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Leon Krier Apr 20, 2015 The renowned neo-traditional architect and thought leader in the New Urbanism movement discusses the importance of Le Corbusier and the art of placemaking. 61 other events on Monday, April 20
 
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Wednesday, Aug 18, 2010 - Last Blog on Earth | News

Ron Roberts: 'Don't leave the county out' of Project 25

By Kelly Davis
ronroberts3 Ron Roberts at Project 25 press conference
- Photo by Kelly Davis
At the press conference this morning to announce the launch of Project 25, the United Way’s new initiative to get 25 of the county’s most costly chronically homeless people off the street and into supportive housing, San Diego County Supervisor Ron Roberts got some time at the podium. "A couple of years ago, the only solution [to chronic homelessness] was an MOA [memorandum of agreement] between the city and county," he said. "Documents and all that are nice, but let’s get into solution-focused programs."

Since 2006, when the regional Plan to End Chronic Homelessness (PTECH) was unveiled, the county Board of Supervisors has been slammed for being one of only two local governments (Santee being the other) who’ve refused to publicly endorse the plan. I asked Roberts about this in January 2009 and what he told me then echos what he said today. Here’s an excerpt from a blog post I wrote after talking to him:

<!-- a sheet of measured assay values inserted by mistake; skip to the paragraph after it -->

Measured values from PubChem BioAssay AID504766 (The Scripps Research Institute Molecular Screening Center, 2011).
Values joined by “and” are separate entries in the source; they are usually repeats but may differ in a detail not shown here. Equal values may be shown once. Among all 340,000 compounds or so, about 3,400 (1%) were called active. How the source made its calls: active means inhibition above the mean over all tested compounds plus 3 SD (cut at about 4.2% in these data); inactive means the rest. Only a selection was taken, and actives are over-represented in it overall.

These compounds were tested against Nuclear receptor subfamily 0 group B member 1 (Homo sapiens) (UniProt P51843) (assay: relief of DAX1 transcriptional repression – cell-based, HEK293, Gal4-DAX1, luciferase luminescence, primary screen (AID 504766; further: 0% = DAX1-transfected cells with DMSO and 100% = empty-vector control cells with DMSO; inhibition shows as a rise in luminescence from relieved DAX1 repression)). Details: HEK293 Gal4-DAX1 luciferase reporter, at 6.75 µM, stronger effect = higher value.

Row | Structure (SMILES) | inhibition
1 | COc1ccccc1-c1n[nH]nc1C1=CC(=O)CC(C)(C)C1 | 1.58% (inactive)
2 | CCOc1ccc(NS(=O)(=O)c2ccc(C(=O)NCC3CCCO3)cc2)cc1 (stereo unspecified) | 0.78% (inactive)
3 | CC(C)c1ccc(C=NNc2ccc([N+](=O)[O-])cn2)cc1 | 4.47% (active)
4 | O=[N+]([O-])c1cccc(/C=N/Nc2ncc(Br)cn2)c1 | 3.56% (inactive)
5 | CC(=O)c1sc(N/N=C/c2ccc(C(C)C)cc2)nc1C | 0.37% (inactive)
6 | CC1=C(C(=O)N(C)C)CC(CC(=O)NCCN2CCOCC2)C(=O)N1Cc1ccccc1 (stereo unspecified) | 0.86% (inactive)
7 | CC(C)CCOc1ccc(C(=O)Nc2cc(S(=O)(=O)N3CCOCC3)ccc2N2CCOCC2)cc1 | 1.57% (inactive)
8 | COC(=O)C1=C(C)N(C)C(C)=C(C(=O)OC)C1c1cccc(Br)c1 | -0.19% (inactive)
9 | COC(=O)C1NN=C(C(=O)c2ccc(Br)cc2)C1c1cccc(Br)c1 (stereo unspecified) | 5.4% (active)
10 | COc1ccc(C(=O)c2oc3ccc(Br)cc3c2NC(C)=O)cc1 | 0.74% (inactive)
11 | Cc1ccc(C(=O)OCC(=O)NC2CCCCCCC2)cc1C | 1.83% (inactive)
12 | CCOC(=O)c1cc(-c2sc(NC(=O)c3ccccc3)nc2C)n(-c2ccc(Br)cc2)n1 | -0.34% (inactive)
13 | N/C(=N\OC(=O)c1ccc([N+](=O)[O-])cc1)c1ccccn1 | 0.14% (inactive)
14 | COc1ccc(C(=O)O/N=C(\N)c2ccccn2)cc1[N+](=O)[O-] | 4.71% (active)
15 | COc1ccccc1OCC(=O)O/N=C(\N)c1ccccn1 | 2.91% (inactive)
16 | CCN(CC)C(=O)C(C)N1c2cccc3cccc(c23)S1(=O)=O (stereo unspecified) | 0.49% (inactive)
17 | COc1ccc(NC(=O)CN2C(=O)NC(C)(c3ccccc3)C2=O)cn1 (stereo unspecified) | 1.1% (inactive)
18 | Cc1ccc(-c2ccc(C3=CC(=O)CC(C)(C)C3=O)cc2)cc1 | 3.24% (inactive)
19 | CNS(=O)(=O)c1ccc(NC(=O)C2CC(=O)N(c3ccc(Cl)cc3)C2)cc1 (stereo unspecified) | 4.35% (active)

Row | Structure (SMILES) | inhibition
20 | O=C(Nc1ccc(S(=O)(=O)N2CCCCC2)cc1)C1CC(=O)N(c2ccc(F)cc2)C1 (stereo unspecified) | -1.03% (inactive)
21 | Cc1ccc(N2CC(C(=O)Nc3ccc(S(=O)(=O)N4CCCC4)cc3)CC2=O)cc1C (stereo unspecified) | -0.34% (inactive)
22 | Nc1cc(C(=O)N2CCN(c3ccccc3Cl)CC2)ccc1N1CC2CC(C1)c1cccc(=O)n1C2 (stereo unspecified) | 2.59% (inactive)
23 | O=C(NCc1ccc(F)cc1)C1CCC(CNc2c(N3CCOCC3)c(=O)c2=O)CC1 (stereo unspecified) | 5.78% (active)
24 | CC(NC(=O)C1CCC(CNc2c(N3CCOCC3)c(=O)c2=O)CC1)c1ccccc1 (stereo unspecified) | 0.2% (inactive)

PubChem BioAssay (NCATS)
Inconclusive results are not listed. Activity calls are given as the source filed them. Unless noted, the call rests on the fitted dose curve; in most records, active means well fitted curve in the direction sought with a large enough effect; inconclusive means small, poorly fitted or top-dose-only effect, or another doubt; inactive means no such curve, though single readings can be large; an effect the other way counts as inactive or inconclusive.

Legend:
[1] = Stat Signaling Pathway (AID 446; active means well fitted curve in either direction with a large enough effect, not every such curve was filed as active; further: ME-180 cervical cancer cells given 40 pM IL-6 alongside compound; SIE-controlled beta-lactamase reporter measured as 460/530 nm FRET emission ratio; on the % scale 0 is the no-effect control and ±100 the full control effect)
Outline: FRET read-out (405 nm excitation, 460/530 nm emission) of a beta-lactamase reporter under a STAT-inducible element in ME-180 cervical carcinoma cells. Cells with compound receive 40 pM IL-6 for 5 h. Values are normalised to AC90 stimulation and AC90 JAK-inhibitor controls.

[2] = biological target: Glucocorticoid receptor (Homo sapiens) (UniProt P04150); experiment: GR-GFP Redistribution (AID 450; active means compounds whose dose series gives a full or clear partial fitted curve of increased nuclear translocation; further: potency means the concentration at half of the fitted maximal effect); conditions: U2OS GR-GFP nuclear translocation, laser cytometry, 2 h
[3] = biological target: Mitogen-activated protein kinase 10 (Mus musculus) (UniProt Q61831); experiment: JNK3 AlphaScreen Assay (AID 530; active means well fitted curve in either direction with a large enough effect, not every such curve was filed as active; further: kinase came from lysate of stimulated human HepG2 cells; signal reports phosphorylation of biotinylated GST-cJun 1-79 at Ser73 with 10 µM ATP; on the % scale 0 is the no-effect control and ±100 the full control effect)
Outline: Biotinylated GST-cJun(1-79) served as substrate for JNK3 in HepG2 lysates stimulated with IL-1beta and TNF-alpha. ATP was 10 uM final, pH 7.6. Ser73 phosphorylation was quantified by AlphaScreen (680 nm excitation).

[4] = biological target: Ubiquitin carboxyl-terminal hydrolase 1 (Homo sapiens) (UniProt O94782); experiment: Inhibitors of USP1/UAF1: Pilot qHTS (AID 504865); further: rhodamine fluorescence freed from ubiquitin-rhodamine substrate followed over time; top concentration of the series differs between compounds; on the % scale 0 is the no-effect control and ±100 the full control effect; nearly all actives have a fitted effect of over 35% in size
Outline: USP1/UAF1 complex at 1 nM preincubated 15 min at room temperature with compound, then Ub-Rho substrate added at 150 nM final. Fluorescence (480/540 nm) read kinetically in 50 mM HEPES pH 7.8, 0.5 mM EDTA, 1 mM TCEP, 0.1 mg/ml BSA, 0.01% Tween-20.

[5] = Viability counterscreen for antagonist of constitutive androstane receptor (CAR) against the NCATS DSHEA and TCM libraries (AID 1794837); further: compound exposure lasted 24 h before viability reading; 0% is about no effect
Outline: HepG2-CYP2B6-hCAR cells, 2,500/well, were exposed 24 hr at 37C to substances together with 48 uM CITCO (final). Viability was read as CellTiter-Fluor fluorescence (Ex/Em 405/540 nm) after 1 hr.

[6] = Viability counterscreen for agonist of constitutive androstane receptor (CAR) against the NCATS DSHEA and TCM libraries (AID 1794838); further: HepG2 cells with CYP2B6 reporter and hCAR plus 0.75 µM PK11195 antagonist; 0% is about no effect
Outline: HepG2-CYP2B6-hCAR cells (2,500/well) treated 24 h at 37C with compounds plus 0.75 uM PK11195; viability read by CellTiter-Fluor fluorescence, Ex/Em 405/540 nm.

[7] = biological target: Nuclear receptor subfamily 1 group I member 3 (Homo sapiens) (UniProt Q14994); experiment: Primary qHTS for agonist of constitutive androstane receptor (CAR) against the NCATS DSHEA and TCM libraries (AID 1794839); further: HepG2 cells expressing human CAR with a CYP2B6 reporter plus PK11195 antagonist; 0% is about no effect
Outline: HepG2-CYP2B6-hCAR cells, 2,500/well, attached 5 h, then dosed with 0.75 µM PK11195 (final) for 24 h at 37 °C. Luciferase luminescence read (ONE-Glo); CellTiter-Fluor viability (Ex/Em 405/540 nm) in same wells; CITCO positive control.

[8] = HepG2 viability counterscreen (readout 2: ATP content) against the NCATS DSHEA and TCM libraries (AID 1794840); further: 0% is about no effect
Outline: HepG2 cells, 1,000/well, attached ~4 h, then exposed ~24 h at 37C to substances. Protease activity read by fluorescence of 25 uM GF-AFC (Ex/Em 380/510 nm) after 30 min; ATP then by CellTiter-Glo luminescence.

Roberts said that the supervisors want to see something more concrete. Right now, endorsing [PTECH] is, largely, a symbolic gesture of support…. It doesn’t obligate any local governments to actually build supportive housing (that job’s pretty much being left up to non-profits and private developers who want to tap into federal funding sources or receive tax credits).

“We try to stay out of symbolic gestures,” Roberts told me. “If we’re going to endorse something, we’re going to do something.”

Roberts said today that he told PTECH Commissioner Brian Maienschein, “Don’t leave the county out” when Maienschein first started talking about Project 25. The United Way’s issued a request for proposals to find a nonprofit to implement the project. The county’s agreed to provide the social-services component and the San Diego Housing Commission will provide housing vouchers. For more about Project 25, check out my story in this week’s CityBeat. I’ll also be blogging a bit more about it tomorrow and Friday.

 
 
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